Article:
It may be hard for skeptics to believe, but physical albums were up a robust 37.5 percent compared to this time last year, from almost 28 million units to over 38 million units. Read the post.
Excerpted from “The Musician’s Guide To Vinyl,” we review a brief history of vinyl records and share some basics when it comes to mixing for your vinyl release. Read the post.
Whatever your relationship to music is, the manufacturing process for CDs and vinyl is just plain cool to see in action. Let’s take a look! Read the post.
With the explosion of music streaming, physical media appeared to be out for the count. However, the majors are now reporting physical music revenue growth compared to 2018. Heck, even cassettes are making a comeback. Read the post.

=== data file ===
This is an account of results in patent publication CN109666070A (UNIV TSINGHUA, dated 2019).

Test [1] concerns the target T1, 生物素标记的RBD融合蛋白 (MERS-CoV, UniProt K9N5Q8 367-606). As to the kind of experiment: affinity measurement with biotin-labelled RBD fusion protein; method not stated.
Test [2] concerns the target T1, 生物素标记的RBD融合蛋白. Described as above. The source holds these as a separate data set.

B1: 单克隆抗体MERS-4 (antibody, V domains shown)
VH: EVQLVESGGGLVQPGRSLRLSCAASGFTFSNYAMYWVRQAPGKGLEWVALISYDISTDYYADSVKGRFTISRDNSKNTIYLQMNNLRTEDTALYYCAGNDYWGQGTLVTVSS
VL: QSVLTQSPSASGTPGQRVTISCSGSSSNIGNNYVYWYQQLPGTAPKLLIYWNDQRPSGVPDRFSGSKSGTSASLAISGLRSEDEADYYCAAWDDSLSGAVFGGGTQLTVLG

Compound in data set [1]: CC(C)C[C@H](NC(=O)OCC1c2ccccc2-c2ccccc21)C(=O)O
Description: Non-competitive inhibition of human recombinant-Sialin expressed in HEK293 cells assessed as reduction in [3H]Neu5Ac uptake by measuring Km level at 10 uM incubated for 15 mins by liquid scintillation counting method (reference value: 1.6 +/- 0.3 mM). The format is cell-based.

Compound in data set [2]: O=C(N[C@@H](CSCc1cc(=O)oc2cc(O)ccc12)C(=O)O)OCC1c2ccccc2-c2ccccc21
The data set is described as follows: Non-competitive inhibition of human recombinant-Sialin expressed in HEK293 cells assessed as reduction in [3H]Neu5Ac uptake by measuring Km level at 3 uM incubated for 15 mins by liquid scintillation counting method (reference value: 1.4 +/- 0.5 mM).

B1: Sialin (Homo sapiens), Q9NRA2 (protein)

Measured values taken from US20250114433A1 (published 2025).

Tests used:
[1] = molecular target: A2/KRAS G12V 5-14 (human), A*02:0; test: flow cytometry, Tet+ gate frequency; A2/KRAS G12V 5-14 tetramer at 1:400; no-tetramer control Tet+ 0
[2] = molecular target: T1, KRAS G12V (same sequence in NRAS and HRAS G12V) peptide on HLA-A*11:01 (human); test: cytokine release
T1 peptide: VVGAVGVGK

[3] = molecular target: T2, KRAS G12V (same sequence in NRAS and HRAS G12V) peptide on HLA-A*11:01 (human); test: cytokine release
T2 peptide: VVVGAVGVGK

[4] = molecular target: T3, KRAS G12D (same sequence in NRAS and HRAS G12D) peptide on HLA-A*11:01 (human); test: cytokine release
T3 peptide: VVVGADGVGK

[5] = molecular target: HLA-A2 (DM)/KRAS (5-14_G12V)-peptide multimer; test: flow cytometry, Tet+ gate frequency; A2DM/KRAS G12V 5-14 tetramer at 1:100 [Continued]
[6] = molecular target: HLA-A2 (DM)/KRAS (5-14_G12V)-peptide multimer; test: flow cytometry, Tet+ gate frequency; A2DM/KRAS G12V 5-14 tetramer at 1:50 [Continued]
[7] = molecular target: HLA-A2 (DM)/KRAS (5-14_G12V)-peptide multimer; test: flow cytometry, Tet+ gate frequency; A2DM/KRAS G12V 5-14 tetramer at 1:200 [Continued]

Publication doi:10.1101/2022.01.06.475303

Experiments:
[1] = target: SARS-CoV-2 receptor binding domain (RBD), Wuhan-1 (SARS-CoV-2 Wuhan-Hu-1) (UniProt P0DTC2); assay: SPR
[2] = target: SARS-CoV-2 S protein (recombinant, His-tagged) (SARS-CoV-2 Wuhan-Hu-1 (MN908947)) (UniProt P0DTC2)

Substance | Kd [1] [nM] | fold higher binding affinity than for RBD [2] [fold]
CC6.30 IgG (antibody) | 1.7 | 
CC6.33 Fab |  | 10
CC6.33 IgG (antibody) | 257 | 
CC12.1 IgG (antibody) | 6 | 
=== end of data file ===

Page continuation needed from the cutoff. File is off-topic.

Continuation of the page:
Why pass up the chance to make additional revenue, build your artist brand, and cement a special connection with your fans?
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Wired.com posted a little bit of music history today. On this day in 1948, "Columbia Records puts the needle down on history’s first successful microgroove plastic, 12-inch, 33-1/3 LP in New York, sparking a music-industry standard so strong that the digital age has yet to kill it." According to the post, there were several attempts to bring the microgroove plastic albums to market dating back to the early 30s, but technical difficulties, the Great Depression, and World War II forced its delay. Read more.
Music sales are up. That was the big news at the beginning of the year, and it’s an encouraging sign that maybe things have leveled off in the music industry. Sorting through the numbers, there are some interesting things to note, and other curiosities to get you thinking. Total albums sold in 2011: 330.6 million. That’s up 1.3% from 326.2 million in 2010, and it’s the first increase since 2004, which is the big reason why this is welcome news. Read more.